We are living in very interesting times, that are fraught with uncertainties and upheavals. Is the human psyche designed to handle the amount of change the world now undergoes with the mere passing of a handful of years?
I was born into a world you could view with contemporary eyes as ‘innocent’: this was a world without mobile phones and the very inception of the home pc. Today we comfortably talk to our phones and ask it where to go to get the best rhubarb sandwiches within walking distance and the phone politely draws you a map.
My next 3 entries will look at our technological advancements and the continued penetration of disruptive technologies, and ask the question: Is the assimilation of machines a part of our positive evolution?
This first post will look at the information age (the rise of connectivity). The second will look at the rise of the ‘SMART’ (the ubiquity of SMART technology). And the third will look at the future, the fork in the road that could lead to a more prosperous human revolution.
The topics I will be covering are massive and to say I will be covering them is an over-statement. There is so much material theorizing about theses subjects and a vast cornucopia of studies I wont be able to penetrate in a mere blog. What I will do is look at the importance of technology and it changing roles in humanity’s evolution.
Now, there have been a myriad of films, books and games that have dealt with our precarious relationship with technology, mostly ending in a heavy-metal showdown.
The mid 90s to the early 00s were defined by the global revolution of connectivity – it made information free. A tool which is not merely for the elite, it is for everyone. For the first time ever, the world had its first interactive, receptive, ever-learning, exponentially-omniscient system of communication, a true bastion of democracy.
It is connecting us all in ways never before imagined, creating markets and economies where previously not thought of.
The increasing ubiquity of its presence is beginning to change us in ways we did not expect. From social media to the societal make up we see around us. You see, it’s in your head, right now, this internet thing. Rewiring it, changing the way your eyes and ears interact with your brain, making you consume, store, process information differently.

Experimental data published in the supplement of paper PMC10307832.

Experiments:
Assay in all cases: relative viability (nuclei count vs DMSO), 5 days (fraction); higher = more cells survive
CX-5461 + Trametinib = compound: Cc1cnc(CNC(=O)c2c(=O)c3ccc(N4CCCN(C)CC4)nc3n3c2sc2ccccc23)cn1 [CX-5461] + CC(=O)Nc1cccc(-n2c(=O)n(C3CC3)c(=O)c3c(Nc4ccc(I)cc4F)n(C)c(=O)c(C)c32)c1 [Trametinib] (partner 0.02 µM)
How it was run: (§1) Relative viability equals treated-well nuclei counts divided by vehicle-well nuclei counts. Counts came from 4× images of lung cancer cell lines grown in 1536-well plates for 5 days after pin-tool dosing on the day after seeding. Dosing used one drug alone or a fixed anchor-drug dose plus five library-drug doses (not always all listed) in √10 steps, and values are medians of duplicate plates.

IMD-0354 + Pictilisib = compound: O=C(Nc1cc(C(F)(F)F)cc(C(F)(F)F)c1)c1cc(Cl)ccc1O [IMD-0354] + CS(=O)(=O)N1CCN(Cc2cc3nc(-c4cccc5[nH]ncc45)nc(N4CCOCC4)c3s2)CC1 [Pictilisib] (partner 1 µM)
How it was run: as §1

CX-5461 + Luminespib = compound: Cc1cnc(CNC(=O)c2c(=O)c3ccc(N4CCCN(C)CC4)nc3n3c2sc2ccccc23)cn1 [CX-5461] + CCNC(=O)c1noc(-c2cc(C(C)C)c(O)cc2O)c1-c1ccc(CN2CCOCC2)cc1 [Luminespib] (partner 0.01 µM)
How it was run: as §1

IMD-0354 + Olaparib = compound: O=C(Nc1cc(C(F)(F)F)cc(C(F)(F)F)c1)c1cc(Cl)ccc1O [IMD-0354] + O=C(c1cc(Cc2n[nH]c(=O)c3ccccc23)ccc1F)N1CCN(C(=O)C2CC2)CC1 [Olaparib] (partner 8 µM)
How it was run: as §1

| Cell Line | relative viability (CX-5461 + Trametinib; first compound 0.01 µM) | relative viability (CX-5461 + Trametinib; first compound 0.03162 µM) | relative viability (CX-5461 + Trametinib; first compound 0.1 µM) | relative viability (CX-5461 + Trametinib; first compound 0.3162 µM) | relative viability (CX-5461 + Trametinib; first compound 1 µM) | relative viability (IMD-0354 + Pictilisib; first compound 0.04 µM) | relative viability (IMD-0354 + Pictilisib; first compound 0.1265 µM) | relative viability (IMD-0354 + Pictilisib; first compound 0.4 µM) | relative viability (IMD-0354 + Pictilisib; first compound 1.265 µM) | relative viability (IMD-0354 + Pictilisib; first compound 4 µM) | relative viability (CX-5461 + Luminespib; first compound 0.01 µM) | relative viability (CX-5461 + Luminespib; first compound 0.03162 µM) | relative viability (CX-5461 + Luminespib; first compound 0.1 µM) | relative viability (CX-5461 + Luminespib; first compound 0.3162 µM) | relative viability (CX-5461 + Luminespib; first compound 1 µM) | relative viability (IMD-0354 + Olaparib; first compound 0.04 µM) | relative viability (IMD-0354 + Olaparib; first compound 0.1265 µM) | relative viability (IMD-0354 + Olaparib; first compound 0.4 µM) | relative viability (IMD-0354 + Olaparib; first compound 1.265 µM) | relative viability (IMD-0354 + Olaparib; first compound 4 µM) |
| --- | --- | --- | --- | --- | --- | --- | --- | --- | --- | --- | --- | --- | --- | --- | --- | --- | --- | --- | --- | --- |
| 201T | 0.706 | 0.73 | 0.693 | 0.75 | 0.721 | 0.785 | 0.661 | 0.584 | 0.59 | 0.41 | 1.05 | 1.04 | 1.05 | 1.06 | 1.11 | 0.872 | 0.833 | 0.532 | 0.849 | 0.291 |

In 2012 Bernard Keane wrote in his article ‘How the internet rewires the circuits of our public space — and you’ about how the internet is changing Australian society and its very cerebral make up. He says: “And if it’s not rewiring your head, it’s changing your society, changing your social relations, changing your job. It’s changing the economy, and changing politics, redistributing power.”
“That’s what media do and have always done — print, the telegraph, radio, TV: they rewire humans inside their heads and in how they relate to each other, except the internet is doing it on a far bigger scale and more quickly than any previous medium.”
Back in in the early 00s when the net was starting to really hit its stride, I remember coming across a set of ads that really asked the question if our dalliance with an all pervasive network of information was a good thing or a bad thing;
…the jury is still out.
“We shape our tools and thereafter our tools shape us.” — Marshall McLuhan, 1964
According to Royal Pingdom in 2012;
- 85,962 – Number of monthly posts by Facebook Pages in Brazil, making it the most active country on Facebook.
- 1 billion – Number of monthly active users on Facebook, passed in October.
- 47% – Percentage of Facebook users that are female.
- 40.5 years – Average age of a Facebook user.
- 2.7 billion – Number of likes on Facebook every day.
- 24.3% – Share of the top 10,000 websites that have Facebook integration.
- 200 million – Monthly active users on Twitter, passed in December.
We have become the creators of content. Media is no longer a one-way system. This is emphasised by the sharp decline in newspaper and libraries and the emergence of eCommerce has drastically shifted the landscape of retail purchase beyond recognition.
- Facebook : 78 million users in India, Mobile is the Future (nextbigwhat.com)
- Creating What We Will Become (Marshall McLuhan Reaction) (davidlrobertson.wordpress.com)
What does this mean for the human evolution?
An immense political tool for change.
A connected always on-line world. ensures that not only ideas are shared they are dissected, it ensures that they are challenged. It is a place for the human imagination to grow unfettered by the confines of society or religion, a place not governed by the constraints of morality or conservative ideals, a place where all views are taken into account, even those which may be against popular liberal views.
Social media played a major role in the political upheaval of the Arab Spring in 2011. In doing this, technology and its embryonic union with the internet has shown it has the power to tap into the ‘General Human Consciousness’ and generate change.
So great is the impact of the internet on our lives, that the U.N has proposed the adoption of access to the web as a fundamental human right on par with access to food, water and life. “[It’s] an empowering thing for humanity to be connected at high speed and without borders,” says Sir Tim Berners-Lee.
The implications of the net on human evolution is still to be determined, as it is an ever evolving, continuously expanding phenomenon that will have even greater impacts on our development intellectually, physically and environmentally in years to come.
The assimilation of technology, not just as external devices (phones and tablets) but as part and parcel of the sacred person, is surely the next logical step in our evolution.
Watch this space.